This is the abstract for the paper I will give at our forthcoming Workshop on Korean Trade and Investment in the Mekong Region, to be held on November 1st and 2nd at the Graduate Campus, BBD Building, 197, Viphawadi-Rangsit Road:
The Republic of Korea offers an example of a country that, largely through its own efforts, rose from being one of the world’s poorest to being a member of the OECD and a leader among Asian nations. Not only does the means by which it used to reach middle income status through rapid economic development and industrialization bear examination but, perhaps even more important, is the means by which it has broken through the Middle Income Trap to reach high income status. Korea has now become well-known not just for its exports of goods but also because of its services – particularly the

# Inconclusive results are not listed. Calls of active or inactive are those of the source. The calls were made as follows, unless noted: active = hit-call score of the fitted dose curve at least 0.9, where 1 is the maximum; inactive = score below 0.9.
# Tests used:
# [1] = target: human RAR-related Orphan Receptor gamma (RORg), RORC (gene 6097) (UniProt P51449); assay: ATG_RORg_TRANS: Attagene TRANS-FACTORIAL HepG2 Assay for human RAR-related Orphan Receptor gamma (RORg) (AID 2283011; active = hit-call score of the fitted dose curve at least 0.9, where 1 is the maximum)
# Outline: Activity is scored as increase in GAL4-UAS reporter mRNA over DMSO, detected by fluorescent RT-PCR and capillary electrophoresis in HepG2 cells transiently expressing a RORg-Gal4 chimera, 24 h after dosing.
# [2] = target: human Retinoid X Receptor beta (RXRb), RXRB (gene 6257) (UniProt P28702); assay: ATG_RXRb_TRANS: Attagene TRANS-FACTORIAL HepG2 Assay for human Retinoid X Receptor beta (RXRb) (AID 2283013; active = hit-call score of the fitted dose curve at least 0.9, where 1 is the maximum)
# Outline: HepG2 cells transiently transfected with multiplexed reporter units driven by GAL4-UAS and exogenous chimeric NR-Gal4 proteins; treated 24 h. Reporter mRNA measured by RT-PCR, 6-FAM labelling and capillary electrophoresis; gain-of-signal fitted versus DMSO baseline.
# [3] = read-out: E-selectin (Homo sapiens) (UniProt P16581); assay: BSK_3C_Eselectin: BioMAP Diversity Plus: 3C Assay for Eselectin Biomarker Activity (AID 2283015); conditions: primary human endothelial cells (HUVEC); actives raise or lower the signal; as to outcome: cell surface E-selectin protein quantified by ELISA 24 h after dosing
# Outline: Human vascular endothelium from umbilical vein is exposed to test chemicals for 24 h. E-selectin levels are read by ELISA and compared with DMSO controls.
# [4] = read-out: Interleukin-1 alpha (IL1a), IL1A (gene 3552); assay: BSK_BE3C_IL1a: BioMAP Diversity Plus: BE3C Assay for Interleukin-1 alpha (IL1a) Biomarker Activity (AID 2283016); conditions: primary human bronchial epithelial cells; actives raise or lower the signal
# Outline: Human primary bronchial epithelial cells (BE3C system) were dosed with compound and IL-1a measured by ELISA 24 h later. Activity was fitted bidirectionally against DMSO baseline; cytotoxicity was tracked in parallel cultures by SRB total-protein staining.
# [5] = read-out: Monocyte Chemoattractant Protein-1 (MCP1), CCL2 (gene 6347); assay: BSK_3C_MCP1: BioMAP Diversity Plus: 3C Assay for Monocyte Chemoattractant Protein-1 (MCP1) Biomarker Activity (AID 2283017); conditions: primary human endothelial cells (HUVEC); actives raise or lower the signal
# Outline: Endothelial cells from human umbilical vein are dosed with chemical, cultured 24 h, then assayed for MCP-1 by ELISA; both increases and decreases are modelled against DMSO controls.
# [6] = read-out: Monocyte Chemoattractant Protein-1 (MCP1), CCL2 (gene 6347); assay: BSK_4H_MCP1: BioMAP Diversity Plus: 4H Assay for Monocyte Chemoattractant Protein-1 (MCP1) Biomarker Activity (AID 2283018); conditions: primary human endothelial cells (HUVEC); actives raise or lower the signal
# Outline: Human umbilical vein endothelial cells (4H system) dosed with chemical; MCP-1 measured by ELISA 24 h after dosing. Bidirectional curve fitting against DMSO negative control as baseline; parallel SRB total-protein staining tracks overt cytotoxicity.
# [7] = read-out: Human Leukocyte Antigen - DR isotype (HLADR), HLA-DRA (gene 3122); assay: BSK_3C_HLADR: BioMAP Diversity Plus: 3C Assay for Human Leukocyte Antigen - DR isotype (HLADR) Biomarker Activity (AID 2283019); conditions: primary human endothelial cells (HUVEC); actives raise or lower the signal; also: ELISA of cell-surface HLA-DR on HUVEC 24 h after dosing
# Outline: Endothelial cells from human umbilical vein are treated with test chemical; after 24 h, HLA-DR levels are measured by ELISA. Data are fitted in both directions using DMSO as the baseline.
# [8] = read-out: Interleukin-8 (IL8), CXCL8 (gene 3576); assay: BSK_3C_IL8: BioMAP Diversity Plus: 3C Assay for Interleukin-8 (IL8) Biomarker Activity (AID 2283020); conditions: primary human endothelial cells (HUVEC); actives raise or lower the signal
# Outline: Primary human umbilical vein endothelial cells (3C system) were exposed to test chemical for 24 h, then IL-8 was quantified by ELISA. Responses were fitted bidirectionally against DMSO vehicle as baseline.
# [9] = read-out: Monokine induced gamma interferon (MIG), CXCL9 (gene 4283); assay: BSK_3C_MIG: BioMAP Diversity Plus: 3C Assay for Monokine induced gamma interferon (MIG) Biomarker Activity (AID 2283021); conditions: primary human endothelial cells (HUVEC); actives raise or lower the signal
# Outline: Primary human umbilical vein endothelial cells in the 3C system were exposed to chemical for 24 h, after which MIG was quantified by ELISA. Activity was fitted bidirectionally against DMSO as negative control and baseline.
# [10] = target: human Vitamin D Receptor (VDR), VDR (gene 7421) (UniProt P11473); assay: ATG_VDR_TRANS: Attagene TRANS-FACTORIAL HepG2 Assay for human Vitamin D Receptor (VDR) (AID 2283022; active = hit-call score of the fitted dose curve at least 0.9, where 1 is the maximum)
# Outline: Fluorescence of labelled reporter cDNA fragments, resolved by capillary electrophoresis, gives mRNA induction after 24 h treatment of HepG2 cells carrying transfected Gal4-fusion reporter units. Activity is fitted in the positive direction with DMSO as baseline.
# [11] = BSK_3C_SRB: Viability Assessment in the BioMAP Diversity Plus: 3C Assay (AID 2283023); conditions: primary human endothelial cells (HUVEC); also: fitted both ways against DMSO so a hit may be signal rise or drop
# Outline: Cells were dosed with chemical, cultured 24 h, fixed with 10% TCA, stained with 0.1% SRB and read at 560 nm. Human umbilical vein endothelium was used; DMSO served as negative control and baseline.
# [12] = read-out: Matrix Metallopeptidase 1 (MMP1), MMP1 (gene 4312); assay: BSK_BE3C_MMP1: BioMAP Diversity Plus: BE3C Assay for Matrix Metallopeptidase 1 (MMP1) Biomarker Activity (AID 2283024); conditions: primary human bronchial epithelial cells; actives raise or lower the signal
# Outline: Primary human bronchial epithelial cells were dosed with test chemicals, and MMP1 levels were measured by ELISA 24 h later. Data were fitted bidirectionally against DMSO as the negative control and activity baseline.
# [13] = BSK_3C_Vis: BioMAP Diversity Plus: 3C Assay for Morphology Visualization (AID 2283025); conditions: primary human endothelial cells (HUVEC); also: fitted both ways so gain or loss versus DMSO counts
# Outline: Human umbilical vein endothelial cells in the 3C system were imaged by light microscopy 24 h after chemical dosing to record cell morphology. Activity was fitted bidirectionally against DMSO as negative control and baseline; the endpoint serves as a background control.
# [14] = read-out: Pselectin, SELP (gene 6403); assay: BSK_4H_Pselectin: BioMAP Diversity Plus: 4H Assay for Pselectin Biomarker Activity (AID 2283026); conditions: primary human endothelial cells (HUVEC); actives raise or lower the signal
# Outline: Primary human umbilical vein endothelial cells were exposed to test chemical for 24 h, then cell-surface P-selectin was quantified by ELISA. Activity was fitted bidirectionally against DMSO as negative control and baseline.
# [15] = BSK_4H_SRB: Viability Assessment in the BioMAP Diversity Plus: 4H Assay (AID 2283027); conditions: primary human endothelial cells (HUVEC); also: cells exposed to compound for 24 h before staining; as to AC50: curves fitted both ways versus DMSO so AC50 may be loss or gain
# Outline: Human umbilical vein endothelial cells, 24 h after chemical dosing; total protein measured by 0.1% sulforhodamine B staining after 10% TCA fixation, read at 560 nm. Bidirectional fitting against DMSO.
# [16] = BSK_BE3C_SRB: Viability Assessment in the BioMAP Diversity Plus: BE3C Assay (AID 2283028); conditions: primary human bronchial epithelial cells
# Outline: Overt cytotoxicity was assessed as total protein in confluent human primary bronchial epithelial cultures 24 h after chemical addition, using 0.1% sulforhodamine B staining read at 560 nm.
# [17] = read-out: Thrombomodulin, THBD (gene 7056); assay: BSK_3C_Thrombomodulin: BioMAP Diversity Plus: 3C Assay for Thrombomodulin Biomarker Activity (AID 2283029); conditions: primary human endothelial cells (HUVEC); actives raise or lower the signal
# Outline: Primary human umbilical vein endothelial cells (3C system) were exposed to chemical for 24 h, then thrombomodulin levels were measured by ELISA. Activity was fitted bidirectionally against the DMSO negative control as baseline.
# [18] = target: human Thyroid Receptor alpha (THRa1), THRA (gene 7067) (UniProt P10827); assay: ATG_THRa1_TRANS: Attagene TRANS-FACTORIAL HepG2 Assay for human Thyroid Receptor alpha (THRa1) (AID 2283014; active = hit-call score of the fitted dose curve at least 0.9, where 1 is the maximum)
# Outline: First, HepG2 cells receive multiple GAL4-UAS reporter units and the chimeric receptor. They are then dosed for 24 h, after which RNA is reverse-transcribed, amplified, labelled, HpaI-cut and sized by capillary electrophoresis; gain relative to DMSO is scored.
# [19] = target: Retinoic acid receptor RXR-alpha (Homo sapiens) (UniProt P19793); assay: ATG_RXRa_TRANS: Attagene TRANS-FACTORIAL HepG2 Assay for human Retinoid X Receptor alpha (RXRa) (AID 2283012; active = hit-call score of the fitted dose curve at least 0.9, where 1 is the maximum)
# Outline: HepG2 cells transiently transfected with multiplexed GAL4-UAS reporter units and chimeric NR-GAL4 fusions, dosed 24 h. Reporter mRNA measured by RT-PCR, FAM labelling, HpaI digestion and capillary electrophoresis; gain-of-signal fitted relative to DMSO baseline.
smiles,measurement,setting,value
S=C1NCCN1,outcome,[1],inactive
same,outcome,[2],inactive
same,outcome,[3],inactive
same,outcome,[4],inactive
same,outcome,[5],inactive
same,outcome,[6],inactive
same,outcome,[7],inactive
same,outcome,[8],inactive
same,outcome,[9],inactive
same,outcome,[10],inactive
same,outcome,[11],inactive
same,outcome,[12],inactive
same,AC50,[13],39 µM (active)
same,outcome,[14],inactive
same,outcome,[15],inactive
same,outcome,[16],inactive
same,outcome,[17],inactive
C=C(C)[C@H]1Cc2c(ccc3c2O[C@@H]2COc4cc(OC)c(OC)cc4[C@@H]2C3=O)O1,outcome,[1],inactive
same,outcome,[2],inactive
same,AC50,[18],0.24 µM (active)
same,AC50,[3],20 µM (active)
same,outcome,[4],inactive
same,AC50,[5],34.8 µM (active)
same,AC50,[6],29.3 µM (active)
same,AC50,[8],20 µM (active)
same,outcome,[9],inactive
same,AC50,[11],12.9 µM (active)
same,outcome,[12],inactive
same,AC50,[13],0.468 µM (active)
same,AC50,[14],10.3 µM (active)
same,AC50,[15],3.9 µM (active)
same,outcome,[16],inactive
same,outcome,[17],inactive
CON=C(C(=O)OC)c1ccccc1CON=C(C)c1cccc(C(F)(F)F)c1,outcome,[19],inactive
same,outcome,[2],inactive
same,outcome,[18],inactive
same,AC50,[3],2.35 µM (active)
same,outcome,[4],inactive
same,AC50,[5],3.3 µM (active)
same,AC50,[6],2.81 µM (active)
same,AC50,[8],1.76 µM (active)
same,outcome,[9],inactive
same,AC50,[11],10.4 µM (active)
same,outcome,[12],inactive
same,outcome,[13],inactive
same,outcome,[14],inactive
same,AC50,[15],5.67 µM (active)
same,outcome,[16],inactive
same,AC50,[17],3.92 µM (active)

cultural productions of the Hallyu or Korean wave of cinema, television, music and fashion. This new phase of development owes as much to the guiding hand of the government as did earlier phases, although the relationships between the public and private sectors and the population as a whole have significantly changed. The role of Korean trade and investment in the Mekong Region (i.e. Cambodia, Laos, Myanmar, Thailand, Vietnam and Yunnan province of China) is, therefore, important not just as a phenomenon in its own right but as a means of trying to understand how the trajectory of future development of regional economies might take place. This paper examines the progress of Korean trade and investment across the Mekong region in the past and the present and also considers what future changes might take place. The purpose of the paper is to provide a baseline of data and knowledge about the Korean model so that subsequent presentations can penetrate more deeply into the important issues considered.